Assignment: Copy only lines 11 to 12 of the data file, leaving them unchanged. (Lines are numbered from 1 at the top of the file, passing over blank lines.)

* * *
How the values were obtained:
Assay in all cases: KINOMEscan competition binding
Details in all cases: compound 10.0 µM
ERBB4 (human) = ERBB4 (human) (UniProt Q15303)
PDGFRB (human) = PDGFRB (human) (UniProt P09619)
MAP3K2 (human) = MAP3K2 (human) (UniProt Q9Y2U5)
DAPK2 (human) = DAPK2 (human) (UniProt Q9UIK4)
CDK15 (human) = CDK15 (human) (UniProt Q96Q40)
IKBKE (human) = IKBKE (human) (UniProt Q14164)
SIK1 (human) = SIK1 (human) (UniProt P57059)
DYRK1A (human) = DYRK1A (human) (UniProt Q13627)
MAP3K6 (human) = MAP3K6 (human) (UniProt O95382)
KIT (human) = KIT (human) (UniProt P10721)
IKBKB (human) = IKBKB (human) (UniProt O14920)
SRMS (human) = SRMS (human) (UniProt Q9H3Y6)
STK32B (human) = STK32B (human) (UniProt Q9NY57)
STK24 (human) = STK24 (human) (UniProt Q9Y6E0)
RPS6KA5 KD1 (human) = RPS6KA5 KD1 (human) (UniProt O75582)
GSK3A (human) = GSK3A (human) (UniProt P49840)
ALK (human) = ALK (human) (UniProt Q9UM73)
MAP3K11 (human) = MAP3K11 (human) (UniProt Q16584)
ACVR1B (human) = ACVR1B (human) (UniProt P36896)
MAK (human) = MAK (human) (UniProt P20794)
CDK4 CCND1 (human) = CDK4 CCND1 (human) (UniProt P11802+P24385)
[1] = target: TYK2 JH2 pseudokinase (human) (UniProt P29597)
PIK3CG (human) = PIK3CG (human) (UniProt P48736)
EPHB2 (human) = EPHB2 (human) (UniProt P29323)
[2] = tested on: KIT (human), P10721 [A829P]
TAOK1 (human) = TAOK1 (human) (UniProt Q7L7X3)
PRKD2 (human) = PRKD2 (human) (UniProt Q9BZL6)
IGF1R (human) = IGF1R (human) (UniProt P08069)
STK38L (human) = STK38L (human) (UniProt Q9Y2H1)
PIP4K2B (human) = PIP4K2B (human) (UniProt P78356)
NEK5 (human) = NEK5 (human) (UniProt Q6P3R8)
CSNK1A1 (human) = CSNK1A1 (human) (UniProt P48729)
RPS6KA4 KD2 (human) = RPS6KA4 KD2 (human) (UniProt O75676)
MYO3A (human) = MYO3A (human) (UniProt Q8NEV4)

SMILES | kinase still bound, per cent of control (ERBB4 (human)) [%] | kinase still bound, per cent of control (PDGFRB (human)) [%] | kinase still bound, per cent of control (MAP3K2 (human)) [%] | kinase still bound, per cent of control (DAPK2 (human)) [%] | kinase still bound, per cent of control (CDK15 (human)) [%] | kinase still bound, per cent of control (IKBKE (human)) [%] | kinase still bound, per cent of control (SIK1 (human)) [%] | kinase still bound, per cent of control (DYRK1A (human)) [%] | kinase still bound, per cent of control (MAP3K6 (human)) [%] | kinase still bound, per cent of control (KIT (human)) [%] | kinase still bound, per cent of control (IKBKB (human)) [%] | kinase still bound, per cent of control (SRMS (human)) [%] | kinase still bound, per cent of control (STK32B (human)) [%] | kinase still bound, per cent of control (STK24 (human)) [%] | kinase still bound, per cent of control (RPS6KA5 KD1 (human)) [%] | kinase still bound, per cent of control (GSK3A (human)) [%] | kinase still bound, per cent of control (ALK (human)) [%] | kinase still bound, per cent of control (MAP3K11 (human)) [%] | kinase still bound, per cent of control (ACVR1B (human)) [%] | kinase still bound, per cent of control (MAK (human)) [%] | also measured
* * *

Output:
DYRK1A (human) = DYRK1A (human) (UniProt Q13627)
MAP3K6 (human) = MAP3K6 (human) (UniProt O95382)